Just an amendment from yesterday. I thought that the navigable stretch of the River Chess, above Chess Lock, was to service a paper mill. In fact it went to Salter’s Brewery, a much more satisfying destination!
Previously the Grand Union Canal has followed the Bulbourne and the Gade, now we’re in the valley of the River Colne. But only because each river in turn has been absorbed by the next. The Colne, in it’s turn will lose itself in the Thames near Staines.
The canal is never short of water along here, fed by regular appearances of the river crossing the navigation. The influx of river water also makes it clean and popular with wildlife.
I mentioned yesterday that we should just about have enough water in the tank to last us until morning – well we did, almost. So at a quarter past eight we were reversing onto the waterpoint below Batchworth Lock.
Looking back at Batchworth Lock, the service point in front of the white building on the right.
Apparently it’s mayhem here when it’s busy, with the tap so close to the lock. We had to pull right back to the lock gates for our hose to reach. I could have used the extension, of course, but that’s why we came early!
The Little Union below the lock.
It’s dewatered for maintenance!
The next stop was just a little way up on the offside, the old Frogmore Wharf, now occupied by Tescos. The site was previously owned by wooden boatbuilders WH Walker and Brothers Ltd, which closed in 1988.
Tescos at Frogmore Wharf
Although we had an early start, the morning seemed to have slipped away by the time we arrived at Stockers Lock. But so had the low cloud, breaks now letting through plenty of warm sunshine.
The lock-keepers cottages alongside most of these locks are generally in fine condition, a real credit to the owners.
Below the lock a marker indicates the boundary at which duty on coal bound for London was due.
Usually the duty wasn’t claimed at the boundary, instead the markers were erected so that carriers couldn’t claim ignorance of the tax. But here, after the boundary was shifted in 1861, a permanent house was built for a collection agent stationed here. All the routes into the metropolitan area had markers erected on the boundary.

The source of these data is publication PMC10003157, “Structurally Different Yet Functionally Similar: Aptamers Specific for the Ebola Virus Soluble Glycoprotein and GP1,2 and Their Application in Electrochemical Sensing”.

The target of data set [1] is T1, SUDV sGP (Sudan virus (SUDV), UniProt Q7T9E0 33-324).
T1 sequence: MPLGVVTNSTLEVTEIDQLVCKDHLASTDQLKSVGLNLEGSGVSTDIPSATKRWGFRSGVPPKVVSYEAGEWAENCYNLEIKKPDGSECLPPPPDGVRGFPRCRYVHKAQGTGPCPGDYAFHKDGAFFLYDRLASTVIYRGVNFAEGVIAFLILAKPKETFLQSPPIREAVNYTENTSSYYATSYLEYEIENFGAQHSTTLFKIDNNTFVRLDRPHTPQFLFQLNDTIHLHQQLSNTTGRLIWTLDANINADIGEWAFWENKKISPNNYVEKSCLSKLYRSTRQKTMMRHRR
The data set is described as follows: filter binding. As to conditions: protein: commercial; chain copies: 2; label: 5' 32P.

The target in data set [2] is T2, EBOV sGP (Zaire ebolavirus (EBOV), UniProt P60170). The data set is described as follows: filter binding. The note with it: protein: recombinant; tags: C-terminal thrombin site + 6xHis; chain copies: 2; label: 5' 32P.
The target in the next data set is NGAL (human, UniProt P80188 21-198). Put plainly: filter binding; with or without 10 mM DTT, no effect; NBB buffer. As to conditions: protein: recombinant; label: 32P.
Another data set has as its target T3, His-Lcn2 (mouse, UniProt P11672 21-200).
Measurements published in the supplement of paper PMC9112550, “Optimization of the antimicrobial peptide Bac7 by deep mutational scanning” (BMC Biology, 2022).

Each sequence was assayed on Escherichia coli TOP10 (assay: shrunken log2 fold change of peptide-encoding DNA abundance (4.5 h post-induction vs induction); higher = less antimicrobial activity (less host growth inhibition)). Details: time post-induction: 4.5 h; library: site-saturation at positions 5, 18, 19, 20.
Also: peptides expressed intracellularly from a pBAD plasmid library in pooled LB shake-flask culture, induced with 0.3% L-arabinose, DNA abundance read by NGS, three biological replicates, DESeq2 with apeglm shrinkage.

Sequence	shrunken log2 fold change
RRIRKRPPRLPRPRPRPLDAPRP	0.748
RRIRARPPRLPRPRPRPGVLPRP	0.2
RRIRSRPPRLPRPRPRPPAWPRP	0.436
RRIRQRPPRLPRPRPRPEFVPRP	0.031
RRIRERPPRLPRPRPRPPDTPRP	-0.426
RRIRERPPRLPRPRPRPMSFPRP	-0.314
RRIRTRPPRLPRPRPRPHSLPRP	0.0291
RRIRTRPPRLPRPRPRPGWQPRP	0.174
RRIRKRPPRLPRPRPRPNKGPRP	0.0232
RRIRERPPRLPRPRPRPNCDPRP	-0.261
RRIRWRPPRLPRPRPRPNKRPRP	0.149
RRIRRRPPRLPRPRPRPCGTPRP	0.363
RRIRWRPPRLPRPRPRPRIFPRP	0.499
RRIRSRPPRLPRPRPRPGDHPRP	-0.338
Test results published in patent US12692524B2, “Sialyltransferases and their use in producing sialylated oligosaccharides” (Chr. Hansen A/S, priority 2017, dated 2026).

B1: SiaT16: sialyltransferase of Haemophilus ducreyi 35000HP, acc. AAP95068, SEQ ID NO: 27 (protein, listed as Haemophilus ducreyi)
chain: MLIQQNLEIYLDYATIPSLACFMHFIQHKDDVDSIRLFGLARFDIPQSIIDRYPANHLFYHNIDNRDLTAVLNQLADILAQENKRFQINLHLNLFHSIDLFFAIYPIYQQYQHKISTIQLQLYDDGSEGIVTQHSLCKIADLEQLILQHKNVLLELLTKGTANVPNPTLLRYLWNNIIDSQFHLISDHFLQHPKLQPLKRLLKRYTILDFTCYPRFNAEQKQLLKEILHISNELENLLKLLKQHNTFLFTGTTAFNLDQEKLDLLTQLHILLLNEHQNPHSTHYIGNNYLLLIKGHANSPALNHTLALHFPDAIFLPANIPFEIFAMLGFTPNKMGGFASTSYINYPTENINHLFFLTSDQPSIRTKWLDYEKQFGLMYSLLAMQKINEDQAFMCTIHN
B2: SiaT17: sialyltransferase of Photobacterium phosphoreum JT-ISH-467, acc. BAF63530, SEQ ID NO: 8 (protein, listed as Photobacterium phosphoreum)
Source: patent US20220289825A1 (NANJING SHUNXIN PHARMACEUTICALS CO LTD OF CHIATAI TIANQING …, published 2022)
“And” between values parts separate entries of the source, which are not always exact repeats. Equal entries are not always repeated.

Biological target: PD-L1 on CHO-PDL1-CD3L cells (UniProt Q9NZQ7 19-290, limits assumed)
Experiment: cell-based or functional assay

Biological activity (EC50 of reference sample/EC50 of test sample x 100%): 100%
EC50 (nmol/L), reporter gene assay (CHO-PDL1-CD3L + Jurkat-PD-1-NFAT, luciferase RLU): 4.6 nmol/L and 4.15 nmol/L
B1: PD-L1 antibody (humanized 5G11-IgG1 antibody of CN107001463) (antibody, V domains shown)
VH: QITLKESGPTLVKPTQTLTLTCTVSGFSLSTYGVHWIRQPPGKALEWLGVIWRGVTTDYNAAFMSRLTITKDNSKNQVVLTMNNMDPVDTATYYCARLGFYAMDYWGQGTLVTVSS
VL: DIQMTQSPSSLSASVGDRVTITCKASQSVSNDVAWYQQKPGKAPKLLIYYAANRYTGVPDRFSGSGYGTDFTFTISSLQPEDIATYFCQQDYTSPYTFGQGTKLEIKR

Also below the lock starts a long line of moored boats, most, I’m sad to say, in a poor state of repair.
It’s along here as well that you come across the bizarre sight of a stuffed gorilla hanging from a derelict factory…
He’s been there a while…
Springwell Lock is next, with another, more recent, boundary to be crossed.
The zone is to “…encourage the most polluting heavy diesel vehicles driving in London to become cleaner.”
I’ve checked, it doesn’t apply to us.
Copper Mill Lock comes next, after a pleasant wooded stretch of about a mile.
Copper Mill Lock
The river crosses the navigation here and can make life difficult in wet weather.
No problem today though.
Be it ever so humble…
…there’s no place like home!
Black Jack’s Lock is named after the mill that used to operate alongside, followed by Widewater Lock. The canal is fringed by worked out and flooded gravel pits, forming an excellent environment for water fowl.
Below the lock an abandoned pit is now used as Harefield Marina, and it’s opposite the far end of the moorings that we moored at around a quarter past one.
Didn’t they do well!
No other adults around, so I don’t think it’s a crèche.
Mum kept bringing the little ones around to the side hatch…
…but I’ve nothing for them. I’m sure they get well fed in the marina, anyway.
It’s been another similar day to yesterday. Overcast start, bright by late morning, then heavy showers in the afternoon. It’s dried up again now, though.
Locks 5, miles 4½